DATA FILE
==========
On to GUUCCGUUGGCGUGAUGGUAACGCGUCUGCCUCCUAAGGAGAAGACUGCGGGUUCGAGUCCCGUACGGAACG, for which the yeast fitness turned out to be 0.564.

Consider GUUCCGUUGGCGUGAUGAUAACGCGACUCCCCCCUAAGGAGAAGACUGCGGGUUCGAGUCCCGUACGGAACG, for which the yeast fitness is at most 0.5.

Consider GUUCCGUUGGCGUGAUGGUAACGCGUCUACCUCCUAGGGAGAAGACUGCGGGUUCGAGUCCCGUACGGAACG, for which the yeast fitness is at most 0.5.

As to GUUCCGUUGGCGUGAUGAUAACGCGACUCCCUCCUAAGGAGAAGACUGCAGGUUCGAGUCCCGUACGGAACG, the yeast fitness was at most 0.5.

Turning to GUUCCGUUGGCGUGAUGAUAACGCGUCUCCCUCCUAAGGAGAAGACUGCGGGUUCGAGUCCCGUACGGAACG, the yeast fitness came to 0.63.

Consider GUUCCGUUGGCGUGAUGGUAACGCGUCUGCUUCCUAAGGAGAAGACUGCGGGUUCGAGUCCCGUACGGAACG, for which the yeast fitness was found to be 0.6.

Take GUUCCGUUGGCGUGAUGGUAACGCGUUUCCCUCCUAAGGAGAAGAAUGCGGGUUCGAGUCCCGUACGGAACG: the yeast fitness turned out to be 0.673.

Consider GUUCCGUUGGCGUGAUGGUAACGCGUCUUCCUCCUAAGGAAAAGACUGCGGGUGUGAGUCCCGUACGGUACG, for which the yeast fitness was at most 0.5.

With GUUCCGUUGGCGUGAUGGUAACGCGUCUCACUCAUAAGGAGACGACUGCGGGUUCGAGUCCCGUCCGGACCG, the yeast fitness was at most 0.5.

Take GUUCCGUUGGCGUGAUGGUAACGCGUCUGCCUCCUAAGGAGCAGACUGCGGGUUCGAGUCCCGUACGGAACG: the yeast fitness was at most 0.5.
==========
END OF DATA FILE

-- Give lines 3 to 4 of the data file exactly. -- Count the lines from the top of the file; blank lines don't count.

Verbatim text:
Consider GUUCCGUUGGCGUGAUGGUAACGCGUCUACCUCCUAGGGAGAAGACUGCGGGUUCGAGUCCCGUACGGAACG, for which the yeast fitness is at most 0.5.

As to GUUCCGUUGGCGUGAUGAUAACGCGACUCCCUCCUAAGGAGAAGACUGCAGGUUCGAGUCCCGUACGGAACG, the yeast fitness was at most 0.5.